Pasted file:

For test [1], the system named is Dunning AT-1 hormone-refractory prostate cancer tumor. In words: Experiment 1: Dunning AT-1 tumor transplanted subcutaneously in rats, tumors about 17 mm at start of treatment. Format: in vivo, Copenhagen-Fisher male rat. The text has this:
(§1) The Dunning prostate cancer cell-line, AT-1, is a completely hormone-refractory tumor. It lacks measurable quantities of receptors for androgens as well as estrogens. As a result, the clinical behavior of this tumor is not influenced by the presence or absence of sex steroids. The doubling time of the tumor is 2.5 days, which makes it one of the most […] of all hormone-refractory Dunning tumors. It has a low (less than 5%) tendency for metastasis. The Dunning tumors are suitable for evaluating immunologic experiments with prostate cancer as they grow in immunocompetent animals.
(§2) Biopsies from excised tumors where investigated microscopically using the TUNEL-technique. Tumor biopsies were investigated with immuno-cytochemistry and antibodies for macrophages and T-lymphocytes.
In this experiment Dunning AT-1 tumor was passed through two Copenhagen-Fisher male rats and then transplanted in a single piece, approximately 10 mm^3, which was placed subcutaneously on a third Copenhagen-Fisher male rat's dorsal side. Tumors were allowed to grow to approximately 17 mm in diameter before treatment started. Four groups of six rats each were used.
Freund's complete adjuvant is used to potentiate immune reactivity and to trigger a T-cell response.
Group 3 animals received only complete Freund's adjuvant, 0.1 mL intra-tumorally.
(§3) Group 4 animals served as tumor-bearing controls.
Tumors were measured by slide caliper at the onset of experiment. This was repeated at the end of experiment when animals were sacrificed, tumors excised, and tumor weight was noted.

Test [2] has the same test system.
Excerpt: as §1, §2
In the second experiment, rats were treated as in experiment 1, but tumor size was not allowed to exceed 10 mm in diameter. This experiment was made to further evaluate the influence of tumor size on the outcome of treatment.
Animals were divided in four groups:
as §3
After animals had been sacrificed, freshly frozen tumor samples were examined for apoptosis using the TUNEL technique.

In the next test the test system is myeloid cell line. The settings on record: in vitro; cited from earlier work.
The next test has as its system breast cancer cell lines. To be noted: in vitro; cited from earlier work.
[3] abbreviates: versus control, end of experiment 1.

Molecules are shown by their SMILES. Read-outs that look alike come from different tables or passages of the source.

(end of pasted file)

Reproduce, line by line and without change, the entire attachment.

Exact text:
For test [1], the system named is Dunning AT-1 hormone-refractory prostate cancer tumor. In words: Experiment 1: Dunning AT-1 tumor transplanted subcutaneously in rats, tumors about 17 mm at start of treatment. Format: in vivo, Copenhagen-Fisher male rat. The text has this:
(§1) The Dunning prostate cancer cell-line, AT-1, is a completely hormone-refractory tumor. It lacks measurable quantities of receptors for androgens as well as estrogens. As a result, the clinical behavior of this tumor is not influenced by the presence or absence of sex steroids. The doubling time of the tumor is 2.5 days, which makes it one of the most […] of all hormone-refractory Dunning tumors. It has a low (less than 5%) tendency for metastasis. The Dunning tumors are suitable for evaluating immunologic experiments with prostate cancer as they grow in immunocompetent animals.
(§2) Biopsies from excised tumors where investigated microscopically using the TUNEL-technique. Tumor biopsies were investigated with immuno-cytochemistry and antibodies for macrophages and T-lymphocytes.
In this experiment Dunning AT-1 tumor was passed through two Copenhagen-Fisher male rats and then transplanted in a single piece, approximately 10 mm^3, which was placed subcutaneously on a third Copenhagen-Fisher male rat's dorsal side. Tumors were allowed to grow to approximately 17 mm in diameter before treatment started. Four groups of six rats each were used.
Freund's complete adjuvant is used to potentiate immune reactivity and to trigger a T-cell response.
Group 3 animals received only complete Freund's adjuvant, 0.1 mL intra-tumorally.
(§3) Group 4 animals served as tumor-bearing controls.
Tumors were measured by slide caliper at the onset of experiment. This was repeated at the end of experiment when animals were sacrificed, tumors excised, and tumor weight was noted.

Test [2] has the same test system.
Excerpt: as §1, §2
In the second experiment, rats were treated as in experiment 1, but tumor size was not allowed to exceed 10 mm in diameter. This experiment was made to further evaluate the influence of tumor size on the outcome of treatment.
Animals were divided in four groups:
as §3
After animals had been sacrificed, freshly frozen tumor samples were examined for apoptosis using the TUNEL technique.

In the next test the test system is myeloid cell line. The settings on record: in vitro; cited from earlier work.
The next test has as its system breast cancer cell lines. To be noted: in vitro; cited from earlier work.
[3] abbreviates: versus control, end of experiment 1.

Molecules are shown by their SMILES. Read-outs that look alike come from different tables or passages of the source.